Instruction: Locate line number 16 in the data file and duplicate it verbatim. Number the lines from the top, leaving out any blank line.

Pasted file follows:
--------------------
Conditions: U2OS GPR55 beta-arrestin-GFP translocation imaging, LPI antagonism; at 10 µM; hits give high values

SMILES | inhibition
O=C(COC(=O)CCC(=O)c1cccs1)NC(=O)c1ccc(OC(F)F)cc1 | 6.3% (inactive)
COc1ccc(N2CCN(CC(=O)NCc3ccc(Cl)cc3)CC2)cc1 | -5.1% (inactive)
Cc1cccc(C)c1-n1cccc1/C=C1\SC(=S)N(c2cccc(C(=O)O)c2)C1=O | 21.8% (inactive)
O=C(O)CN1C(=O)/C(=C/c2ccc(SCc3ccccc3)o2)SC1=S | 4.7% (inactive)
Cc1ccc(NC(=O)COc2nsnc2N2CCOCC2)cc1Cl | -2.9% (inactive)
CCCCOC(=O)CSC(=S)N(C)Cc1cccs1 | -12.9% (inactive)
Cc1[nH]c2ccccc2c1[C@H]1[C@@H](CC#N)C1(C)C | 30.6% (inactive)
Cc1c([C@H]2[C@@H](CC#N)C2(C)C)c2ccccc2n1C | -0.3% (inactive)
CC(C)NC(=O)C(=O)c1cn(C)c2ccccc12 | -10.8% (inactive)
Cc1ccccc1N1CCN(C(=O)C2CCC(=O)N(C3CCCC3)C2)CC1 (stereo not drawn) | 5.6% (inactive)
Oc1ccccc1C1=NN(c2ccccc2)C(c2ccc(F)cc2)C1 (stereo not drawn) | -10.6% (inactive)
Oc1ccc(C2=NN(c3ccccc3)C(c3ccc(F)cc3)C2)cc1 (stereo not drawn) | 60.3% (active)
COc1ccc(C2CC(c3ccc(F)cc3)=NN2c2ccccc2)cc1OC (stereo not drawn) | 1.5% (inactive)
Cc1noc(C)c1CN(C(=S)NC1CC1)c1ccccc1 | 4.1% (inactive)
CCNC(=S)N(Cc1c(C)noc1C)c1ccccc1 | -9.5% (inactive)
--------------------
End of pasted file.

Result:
Cc1noc(C)c1CN(C(=S)NC1CC1)c1ccccc1 | 4.1% (inactive)